I couldn’t stay standing in the shower long and the bath was even more uncomfortable. Being on my back felt wrong. I wanted to be on my hands and knees and in my soft bed. When my doula arrived, I was lying in bed. She told me later that I seemed so peaceful at first that she almost turned around and went home, thinking I must be earlier in my labor than she anticipated. I certainly didn’t feel peaceful, but the practice and training exercises I had done with my husband prior to my labor had given me the tools I needed to stay calm during the contractions. I threw up my few bites of pho shortly after my doula arrived at 9:45pm.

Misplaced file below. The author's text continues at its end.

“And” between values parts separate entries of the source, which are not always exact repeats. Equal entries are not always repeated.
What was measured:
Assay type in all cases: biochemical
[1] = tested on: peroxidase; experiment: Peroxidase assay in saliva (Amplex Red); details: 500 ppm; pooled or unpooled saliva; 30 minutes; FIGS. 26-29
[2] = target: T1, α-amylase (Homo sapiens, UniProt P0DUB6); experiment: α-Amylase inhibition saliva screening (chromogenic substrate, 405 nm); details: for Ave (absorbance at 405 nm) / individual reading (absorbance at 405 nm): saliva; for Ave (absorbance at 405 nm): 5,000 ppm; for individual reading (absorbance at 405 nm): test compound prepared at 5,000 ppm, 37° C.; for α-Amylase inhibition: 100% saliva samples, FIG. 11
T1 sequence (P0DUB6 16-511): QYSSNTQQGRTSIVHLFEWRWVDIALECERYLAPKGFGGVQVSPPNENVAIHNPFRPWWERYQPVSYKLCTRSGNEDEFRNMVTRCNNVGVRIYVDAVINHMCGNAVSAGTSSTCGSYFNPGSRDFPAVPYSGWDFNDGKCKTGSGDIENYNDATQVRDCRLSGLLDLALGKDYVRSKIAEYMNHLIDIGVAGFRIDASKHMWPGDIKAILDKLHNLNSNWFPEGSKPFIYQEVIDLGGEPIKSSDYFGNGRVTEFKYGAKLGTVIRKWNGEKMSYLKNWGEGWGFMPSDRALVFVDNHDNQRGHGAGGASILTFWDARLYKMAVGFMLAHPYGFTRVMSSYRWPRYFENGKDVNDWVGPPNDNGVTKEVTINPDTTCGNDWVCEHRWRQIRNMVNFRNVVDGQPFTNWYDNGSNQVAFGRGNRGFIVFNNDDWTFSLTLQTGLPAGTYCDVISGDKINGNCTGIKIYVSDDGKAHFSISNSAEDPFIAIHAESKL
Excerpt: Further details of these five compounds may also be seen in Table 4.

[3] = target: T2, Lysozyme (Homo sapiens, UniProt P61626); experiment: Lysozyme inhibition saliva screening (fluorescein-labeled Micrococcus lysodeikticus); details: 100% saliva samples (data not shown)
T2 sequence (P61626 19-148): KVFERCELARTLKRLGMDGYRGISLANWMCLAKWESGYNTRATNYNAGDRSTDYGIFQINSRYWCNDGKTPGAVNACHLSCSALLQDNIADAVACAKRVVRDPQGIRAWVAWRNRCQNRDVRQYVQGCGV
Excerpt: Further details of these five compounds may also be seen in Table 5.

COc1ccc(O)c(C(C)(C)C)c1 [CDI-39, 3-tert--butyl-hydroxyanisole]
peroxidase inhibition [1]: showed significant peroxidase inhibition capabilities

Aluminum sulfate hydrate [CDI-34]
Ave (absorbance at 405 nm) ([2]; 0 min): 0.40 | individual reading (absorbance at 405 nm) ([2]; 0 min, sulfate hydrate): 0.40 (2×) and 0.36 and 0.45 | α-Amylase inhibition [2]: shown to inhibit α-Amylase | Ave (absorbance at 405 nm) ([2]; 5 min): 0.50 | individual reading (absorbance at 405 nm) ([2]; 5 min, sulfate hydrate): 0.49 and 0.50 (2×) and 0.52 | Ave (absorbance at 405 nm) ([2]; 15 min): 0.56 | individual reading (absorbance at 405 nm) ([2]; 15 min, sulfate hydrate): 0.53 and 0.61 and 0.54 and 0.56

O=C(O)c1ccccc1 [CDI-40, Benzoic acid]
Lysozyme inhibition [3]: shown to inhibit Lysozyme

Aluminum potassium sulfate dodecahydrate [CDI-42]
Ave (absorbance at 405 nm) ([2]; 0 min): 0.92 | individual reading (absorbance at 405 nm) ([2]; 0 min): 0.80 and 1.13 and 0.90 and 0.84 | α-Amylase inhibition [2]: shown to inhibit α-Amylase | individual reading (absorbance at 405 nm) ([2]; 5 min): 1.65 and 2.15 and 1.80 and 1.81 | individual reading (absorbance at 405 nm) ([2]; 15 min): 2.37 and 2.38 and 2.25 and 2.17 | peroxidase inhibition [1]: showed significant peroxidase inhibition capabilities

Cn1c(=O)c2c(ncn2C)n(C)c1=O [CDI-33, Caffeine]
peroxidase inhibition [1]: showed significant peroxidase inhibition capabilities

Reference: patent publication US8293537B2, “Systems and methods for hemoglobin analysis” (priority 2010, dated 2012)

My contractions were only 2 or 3 minutes apart by the time we finally drove to the hospital at 10:40pm. I remember thinking that I was absolutely going to have the baby on the 15-minute car ride there. It was the longest drive of my life (and probably my husband’s life too). When we arrived, my doula helped me to the maternity wing of the hospital while my husband parked the car. We had to stop every 20 feet or so for me to have another contraction. They were unbearably strong at this point. The ladies at the front desk told my mother later that they didn’t think I was going to make it when they saw us slowly making our way down the hall!